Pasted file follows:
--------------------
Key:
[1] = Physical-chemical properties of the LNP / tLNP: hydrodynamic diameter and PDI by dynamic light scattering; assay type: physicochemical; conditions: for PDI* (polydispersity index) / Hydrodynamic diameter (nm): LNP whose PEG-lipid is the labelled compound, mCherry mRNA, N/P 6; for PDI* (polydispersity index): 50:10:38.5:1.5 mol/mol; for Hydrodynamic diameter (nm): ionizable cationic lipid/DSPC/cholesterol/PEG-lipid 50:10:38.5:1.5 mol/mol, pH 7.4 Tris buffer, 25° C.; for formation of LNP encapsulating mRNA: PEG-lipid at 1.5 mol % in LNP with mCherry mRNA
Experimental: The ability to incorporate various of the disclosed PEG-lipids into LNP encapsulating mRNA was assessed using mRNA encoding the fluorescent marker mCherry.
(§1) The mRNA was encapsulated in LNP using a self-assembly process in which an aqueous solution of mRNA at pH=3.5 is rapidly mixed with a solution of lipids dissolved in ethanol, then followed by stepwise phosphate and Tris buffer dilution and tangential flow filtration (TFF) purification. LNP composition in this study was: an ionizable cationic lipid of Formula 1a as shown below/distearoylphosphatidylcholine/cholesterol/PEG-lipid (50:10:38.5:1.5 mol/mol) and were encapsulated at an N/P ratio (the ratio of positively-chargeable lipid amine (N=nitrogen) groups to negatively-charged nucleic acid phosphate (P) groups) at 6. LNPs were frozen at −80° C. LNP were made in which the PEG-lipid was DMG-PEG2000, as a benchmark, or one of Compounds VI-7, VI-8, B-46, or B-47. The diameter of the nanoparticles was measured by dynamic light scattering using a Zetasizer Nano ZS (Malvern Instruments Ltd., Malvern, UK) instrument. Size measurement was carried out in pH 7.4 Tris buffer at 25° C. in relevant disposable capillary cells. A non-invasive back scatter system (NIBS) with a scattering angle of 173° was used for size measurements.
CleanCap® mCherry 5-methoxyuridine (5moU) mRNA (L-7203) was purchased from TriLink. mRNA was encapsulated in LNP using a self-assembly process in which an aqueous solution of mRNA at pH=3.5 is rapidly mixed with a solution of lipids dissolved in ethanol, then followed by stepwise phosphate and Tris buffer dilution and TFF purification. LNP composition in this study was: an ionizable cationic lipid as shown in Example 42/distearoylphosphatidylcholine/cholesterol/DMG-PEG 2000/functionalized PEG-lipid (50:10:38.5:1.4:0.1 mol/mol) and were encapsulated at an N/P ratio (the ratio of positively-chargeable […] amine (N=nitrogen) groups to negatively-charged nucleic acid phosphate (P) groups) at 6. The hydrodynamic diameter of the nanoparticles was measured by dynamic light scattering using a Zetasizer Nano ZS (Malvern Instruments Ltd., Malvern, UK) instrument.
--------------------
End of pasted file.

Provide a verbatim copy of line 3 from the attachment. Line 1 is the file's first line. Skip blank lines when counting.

Experimental: The ability to incorporate various of the disclosed PEG-lipids into LNP encapsulating mRNA was assessed using mRNA encoding the fluorescent marker mCherry.